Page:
Not everyone seemed to enjoy Stephen Colbert’s headline-grabbing performance at a Congressional subcommittee hearing on immigration reform today.
John Conyers, a Democrat and chair of the House Judiciary Committee, asked the Comedy Central host and faux conservative blowhard to leave the chamber even before Colbert had uttered his first words. Noting that Colbert had drawn as much media coverage as an impeachment proceeding, Conyers suggested that Colbert simply submit his statement for the record and allow the committee to get on with its work. Colbert refused, and deferred to the congresswoman who had invited him, Rep. Zoe Lofgren of California, who allowed Colbert to stay.
And as it turns out, the statement Colbert submitted for the record — the one to which Conyers was referring — was actually quite different from the one he read aloud.
Colbert’s prepared statement was actually a sober discussion of the issues involved in farm work and illegal immigration, according to a copy provided by the Judiciary Committee. At the invitation of United Farm Workers of America, Colbert spent a day picking beans and packing corn at a farm in upstate New York, as part of the labor union’s “Take Our Jobs” campaign. The program offers to train unemployed Americans in the often back-breaking work of agricultural labor, to demonstrate the hazards of the job and address the chronic shortage of American farm workers. When Colbert joined the effort, he was one of only four people to do so.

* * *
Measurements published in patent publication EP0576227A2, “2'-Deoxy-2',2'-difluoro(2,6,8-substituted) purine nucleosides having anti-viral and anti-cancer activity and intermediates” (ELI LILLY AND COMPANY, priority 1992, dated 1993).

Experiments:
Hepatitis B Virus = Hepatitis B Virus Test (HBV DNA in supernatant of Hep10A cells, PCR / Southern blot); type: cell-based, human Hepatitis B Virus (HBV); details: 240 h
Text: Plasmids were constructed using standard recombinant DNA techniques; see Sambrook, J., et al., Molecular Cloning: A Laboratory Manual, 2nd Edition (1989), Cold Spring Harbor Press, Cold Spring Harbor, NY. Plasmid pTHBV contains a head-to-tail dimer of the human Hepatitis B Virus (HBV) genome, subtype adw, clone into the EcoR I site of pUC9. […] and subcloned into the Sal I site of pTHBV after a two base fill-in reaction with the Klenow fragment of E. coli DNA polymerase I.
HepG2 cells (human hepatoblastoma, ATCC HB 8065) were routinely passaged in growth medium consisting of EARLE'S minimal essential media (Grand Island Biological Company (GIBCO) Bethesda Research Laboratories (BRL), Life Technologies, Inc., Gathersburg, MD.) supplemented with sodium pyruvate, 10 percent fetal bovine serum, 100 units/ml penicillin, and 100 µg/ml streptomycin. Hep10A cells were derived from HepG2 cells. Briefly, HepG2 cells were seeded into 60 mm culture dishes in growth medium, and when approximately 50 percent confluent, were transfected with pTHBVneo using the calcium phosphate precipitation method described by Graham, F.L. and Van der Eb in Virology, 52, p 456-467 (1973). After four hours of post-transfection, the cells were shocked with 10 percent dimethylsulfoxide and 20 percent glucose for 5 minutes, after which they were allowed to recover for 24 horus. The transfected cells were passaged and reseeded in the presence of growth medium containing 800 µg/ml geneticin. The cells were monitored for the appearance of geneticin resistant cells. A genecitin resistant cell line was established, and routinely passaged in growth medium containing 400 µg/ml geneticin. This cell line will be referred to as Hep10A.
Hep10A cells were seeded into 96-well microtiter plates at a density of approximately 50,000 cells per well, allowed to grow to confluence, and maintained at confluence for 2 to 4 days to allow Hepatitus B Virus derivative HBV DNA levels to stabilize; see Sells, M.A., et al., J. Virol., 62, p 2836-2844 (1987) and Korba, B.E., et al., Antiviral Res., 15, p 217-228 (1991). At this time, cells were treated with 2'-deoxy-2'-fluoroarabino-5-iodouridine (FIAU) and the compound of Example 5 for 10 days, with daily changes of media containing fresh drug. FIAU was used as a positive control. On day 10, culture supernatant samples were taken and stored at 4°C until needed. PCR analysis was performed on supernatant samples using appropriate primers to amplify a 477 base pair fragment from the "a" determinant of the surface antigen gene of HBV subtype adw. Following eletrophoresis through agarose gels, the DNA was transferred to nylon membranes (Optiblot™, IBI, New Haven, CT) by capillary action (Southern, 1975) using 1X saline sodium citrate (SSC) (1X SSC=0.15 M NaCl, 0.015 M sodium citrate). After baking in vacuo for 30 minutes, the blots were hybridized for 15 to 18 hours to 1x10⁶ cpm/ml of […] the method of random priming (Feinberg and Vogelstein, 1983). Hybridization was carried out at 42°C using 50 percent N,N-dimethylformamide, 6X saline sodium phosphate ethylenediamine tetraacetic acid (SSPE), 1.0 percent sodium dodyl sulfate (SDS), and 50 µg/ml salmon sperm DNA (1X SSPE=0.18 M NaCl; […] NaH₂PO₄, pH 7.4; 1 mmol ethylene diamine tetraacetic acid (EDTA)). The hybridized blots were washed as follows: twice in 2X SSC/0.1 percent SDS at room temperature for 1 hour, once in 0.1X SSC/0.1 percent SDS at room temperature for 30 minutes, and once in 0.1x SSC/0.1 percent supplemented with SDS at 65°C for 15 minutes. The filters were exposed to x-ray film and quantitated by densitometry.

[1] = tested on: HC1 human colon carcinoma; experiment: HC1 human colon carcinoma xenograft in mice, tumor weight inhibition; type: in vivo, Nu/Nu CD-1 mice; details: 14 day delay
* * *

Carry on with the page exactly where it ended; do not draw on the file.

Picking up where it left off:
“As a comedian and satirist, the temptation of subjecting my character to manual labor proved impossible to resist,” Colbert wrote in his prepared statement.
Perhaps realizing that his blustery right-wing alter ego would have been unwelcome in the otherwise staid environs of the Rayburn House Office Building — and that he would probably have been disinvited had his statement come off as discourteous — Colbert earnestly recounted his one-day experience as a farm worker, and his reflections on the difficulty of agricultural work.
“I learned that many farms are closing, growers are planting less or switching to other crops, and the production of fresh foods and vegetables is moving abroad,” Colbert wrote in his prepared statement, which was heavy on statistics and old bromides about the state of American agriculture. “I am here today to share my experience as an entertainer turned migrant worker, and to shed light on what it means to truly take one of the millions of jobs filled by immigrant labor.”
He added: “They say that you truly know a man after you’ve walked a mile in his shoes, and while I have nowhere near the hardships of these struggling immigrants, I have been granted a sliver of insight.”
Colbert’s actual statement was, of course, much different. The comedian mocked Congress, exhorted Americans to stop eating fruits and vegetables, submitted a video of his colonoscopy for the Congressional record and revealed his newly discovered fear of salad bars. “Now, I’m not a fan of the government doing anything,” Colbert said. “But I’ve got to ask: Why isn’t the government doing anything? Maybe this ‘Ag jobs’ bill will help, I don’t know. Like most members of Congress, I haven’t read it.”
After Colbert finished his statement, Conyers, who had previously asked him to leave, noted the differences between his testimony and his prepared remarks. “I have to observe that Mr. Colbert’s submitted statement was considerably different from the one that he presented,” Conyers said.
In response, Colbert simply shrugged, and offered a knowing smile.